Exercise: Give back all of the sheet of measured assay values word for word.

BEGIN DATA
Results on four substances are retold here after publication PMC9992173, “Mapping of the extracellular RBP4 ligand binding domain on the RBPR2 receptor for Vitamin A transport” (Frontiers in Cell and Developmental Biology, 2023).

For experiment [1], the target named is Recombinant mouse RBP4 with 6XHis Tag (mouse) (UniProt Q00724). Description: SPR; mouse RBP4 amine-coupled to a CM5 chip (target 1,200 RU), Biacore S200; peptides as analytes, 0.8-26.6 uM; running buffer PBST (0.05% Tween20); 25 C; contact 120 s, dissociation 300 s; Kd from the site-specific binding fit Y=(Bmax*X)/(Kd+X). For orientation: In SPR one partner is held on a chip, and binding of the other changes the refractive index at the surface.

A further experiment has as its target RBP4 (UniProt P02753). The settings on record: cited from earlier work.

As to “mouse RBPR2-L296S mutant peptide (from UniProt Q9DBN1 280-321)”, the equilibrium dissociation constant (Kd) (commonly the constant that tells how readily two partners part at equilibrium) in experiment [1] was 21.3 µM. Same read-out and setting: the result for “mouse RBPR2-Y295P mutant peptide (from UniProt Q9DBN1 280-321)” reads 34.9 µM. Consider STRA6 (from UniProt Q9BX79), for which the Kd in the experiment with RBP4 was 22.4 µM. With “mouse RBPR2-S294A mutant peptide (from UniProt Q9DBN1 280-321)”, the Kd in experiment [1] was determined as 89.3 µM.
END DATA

Results on four substances are retold here after publication PMC9992173, “Mapping of the extracellular RBP4 ligand binding domain on the RBPR2 receptor for Vitamin A transport” (Frontiers in Cell and Developmental Biology, 2023).

For experiment [1], the target named is Recombinant mouse RBP4 with 6XHis Tag (mouse) (UniProt Q00724). Description: SPR; mouse RBP4 amine-coupled to a CM5 chip (target 1,200 RU), Biacore S200; peptides as analytes, 0.8-26.6 uM; running buffer PBST (0.05% Tween20); 25 C; contact 120 s, dissociation 300 s; Kd from the site-specific binding fit Y=(Bmax*X)/(Kd+X). For orientation: In SPR one partner is held on a chip, and binding of the other changes the refractive index at the surface.

A further experiment has as its target RBP4 (UniProt P02753). The settings on record: cited from earlier work.

As to “mouse RBPR2-L296S mutant peptide (from UniProt Q9DBN1 280-321)”, the equilibrium dissociation constant (Kd) (commonly the constant that tells how readily two partners part at equilibrium) in experiment [1] was 21.3 µM. Same read-out and setting: the result for “mouse RBPR2-Y295P mutant peptide (from UniProt Q9DBN1 280-321)” reads 34.9 µM. Consider STRA6 (from UniProt Q9BX79), for which the Kd in the experiment with RBP4 was 22.4 µM. With “mouse RBPR2-S294A mutant peptide (from UniProt Q9DBN1 280-321)”, the Kd in experiment [1] was determined as 89.3 µM.